## 2. Theory

We consider a light beam propagating in a PT symmetric superlattice in the Kerr nonlinear media described by the following Schörding equation [2]:

*a*) and z (in unit of 2

*k*

_{0}

*n*

_{e}a^{2}) is the transverse and longitudinal scale, respectively, in which

*a*is the input beam width,

*k*

_{0}= 2

*π/λ*

_{0}, and

*n*is the unperturbed refractive index. In Eq. (1),

_{e}*V*(

*x*) and

*W*(

*x*) are related to the real part and imaginary part of the complex refractive-index distribution [2,7]:

*V*

_{0}(in unit of $1/(2{k}_{0}^{2}{n}_{e}{a}^{2})$) is the peak intensity of superlattices.

*ε*

_{1}and

*ε*are the modulation parameter of superlattice intensity and defect intensity, respectively. The parameter

*W*

_{0}(in unit of $1/(2{k}_{0}^{2}{n}_{e}{a}^{2})$) represents the strength of gain or loss compared with the real index distribution. In our paper, we will choose reasonable parameters:

*ε*

_{1}= 0.5,

*λ*

_{0}= 1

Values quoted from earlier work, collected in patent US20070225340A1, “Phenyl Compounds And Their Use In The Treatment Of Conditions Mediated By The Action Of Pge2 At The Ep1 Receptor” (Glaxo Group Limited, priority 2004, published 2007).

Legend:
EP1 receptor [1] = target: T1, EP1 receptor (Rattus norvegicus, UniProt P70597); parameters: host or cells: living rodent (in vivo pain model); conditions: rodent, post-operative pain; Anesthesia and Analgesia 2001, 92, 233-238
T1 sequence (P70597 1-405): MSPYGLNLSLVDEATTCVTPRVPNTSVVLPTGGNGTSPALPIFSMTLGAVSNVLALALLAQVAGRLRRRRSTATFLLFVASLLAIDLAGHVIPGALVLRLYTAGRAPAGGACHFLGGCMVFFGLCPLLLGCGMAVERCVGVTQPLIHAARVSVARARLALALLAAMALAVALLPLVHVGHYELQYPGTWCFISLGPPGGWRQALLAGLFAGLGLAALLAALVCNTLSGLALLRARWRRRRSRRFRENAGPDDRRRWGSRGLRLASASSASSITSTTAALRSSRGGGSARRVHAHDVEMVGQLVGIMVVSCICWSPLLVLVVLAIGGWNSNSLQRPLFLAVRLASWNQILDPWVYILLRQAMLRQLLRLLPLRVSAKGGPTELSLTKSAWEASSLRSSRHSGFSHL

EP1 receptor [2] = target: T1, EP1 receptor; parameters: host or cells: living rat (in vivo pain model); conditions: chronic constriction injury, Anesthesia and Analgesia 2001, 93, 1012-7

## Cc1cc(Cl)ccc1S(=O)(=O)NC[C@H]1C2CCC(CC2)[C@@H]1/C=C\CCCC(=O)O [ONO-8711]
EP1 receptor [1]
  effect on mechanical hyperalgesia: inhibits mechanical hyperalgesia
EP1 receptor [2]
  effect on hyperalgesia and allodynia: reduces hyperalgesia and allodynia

*μm*,

*n*= 3,

_{e}*a*

_{0}= 10

*μm*,

*V*

_{0}= 6, and

*W*

_{0}= 0.4. For these parameters,

*x*= 1 is corresponding to 10

*μm*and

*z*= 1 is corresponding to propagation distance 3.77

*mm*[18]. A solution different from that in Ref. [17] will be obtained for considering the effect of nonlinearity. Although we justly study the conserved solitons and do not considered about the case of the symmetry breaking, we will analyze the stability of solitons using the perturbation growth rate. We search the stationary solitons numerical solution of Eq. (1) in the form of

*U*=

*f*(

*x*)exp(−

*iμz*), where

*μ*is the propagation constant and

*f*(

*x*) is the complex function which satisfies the following equation

Figure 1(a) shows Blcoh band structure of PT superlattice. From this figure, we can find that the region of semi-infinite gap is *μ* ≤ −3.26 and the first, second gap is −2.72 ≤ *μ* ≤ −1.60 and −0.17 ≤ *μ* ≤ 1.85, respectively. The intensity distributions of PT superlattice with defect: *ε* = 0, *ε* = 0.5, and *ε* = −0.5 are displayed in Fig. 1(b)–1(d), respectively.

To examine the stability of defect solitons, we search the perturbed solutions of Eq. (1) in the from

*v,w*<< 1, and

***represents the complex conjugation. Substituting Eq. (5) into Eq. (1) and then linearing Eq. (1), we arrive at an eigenvalue equation